East Germany Table of Contents
The interdependence between the Soviet Union and East Germany is based, first and foremost, on a shared interpretation of geopolitical power politics. Furthermore, the role of the Soviet Union in East German ideological and political development is a dominant one; the Soviet Union was responsible for the creation of East Germany and has given East Germany the opportunity to play an important role in world affairs. In return for this opportunity, East Germany promotes Soviet interests in Europe and the Third World.
The East German and Soviet leadership have developed a pattern of cooperation that in large measure works to the mutual advantage of both systems. In general terms, they share a common ideological and political orientation toward major issues that confront the Soviet-East European alliance system as a whole. From Eurocommunism to the conduct of proletarian internationalism in the developing areas of Africa, Asia, and the Middle East, the two partners take common positions and adapt their foreign policy strategies to the needs of the other. Not only has the Soviet Union been the decisive factor in helping East Germany become an internationally recognized power since the beginning of the 1970s, but it also has consistently supported the SED leadership in domestic conflicts. From this vantage point, the approximately 400,000 Soviet troops stationed in East Germany represent the final deterrent available in the event the regime's survival is threatened. As a result of the close ideological and political cooperation between the two countries, East Germany has taken the leading role in helping to establish the hegemony of Soviet-style Marxism in East Europe.
East Germany demonstrated its value to the Soviet Union at the much-heralded meeting of the communist and worker parties of Europe, held in East Berlin on June 29-30, 1976, in the immediate aftermath of the Ninth Party Congress. East Germany's role at the meeting was pronounced. The SED, which had begun preparing the agenda for the meeting twenty months in advance, attempted to portray East Germany as a model of advanced socialism that could provide the West European comrades with important lessons in how to organize a complex industrial society along orthodox MarxistLeninist lines. Until the mid-1980s, East Germany also had been a prominent proponent of closer coordination of the economies of East European Comecon members with that of the Soviet Union. In addition, the Soviets may have used Honecker's visit to China in 1986 to signal their desire for Sino-Soviet rapprochement. In the mid-1980s, East Germany strongly supported the Soviet Union's efforts to have the United States Pershing II missiles removed from West German soil (at the same time, however, the Honecker regime attempted to insulate inter-German relations from the impact of this issue). Finally, in the words of one Western analyst, East Germany "is the prime developer of the political, social, and economic infrastructure of the Soviet Union's allies in the Third World."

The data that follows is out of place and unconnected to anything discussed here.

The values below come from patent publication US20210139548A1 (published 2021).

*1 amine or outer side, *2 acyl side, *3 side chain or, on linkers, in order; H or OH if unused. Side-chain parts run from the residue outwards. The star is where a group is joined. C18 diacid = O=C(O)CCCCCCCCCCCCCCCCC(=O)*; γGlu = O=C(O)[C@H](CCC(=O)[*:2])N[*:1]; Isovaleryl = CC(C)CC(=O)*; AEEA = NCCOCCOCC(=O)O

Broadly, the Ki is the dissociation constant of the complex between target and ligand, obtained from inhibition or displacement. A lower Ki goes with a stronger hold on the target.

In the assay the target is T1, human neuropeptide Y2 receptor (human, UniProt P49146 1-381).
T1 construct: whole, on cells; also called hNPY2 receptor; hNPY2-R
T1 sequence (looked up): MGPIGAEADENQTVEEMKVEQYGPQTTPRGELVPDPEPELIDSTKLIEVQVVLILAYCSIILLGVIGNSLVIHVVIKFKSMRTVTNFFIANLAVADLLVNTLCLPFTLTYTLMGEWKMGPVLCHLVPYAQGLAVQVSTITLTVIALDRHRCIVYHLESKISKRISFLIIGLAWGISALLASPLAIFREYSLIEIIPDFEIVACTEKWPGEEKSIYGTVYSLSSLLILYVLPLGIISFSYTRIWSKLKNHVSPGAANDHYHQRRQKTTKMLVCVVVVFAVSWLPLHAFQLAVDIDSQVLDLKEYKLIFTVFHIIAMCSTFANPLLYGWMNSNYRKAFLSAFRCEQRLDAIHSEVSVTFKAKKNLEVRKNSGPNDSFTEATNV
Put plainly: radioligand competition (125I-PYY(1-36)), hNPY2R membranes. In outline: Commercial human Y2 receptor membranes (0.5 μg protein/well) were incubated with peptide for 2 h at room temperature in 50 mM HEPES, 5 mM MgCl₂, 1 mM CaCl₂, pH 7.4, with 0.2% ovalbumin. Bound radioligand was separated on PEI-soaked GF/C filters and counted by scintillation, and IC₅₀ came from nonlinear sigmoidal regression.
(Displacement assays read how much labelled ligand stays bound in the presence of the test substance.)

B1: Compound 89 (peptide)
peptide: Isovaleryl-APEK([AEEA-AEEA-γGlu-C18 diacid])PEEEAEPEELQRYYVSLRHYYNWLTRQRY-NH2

Ideological and political collaboration between East Germany and the Soviet Union is of special importance within Eastern Europe, where the SED was particularly active in advancing Soviet positions toward Czechoslovakia in 1968 and in Poland in 1980-81. In the Czechoslovak case, East Germany was probably the most influential East European voice urging the Soviet Union to put an end to the reform program of Alexander Dubcek in August 1968. In 1980-81 the East Germans also urged the Soviet Union to take action against the Solidarity movement and the reform policies of the Polish United Workers Party. In each case, the East Germans tried to persuade the Soviet leadership that events in Czechoslovakia and Poland constituted a danger to the ideological cohesion of the Warsaw Pact alliance system. Of particular concern to the East German regime were the threats to its own stability posed by the reform movements in Czechoslovakia and Poland; consequently, it became a strong advocate of intervention.
Data as of July 1987
East Germany Table of Contents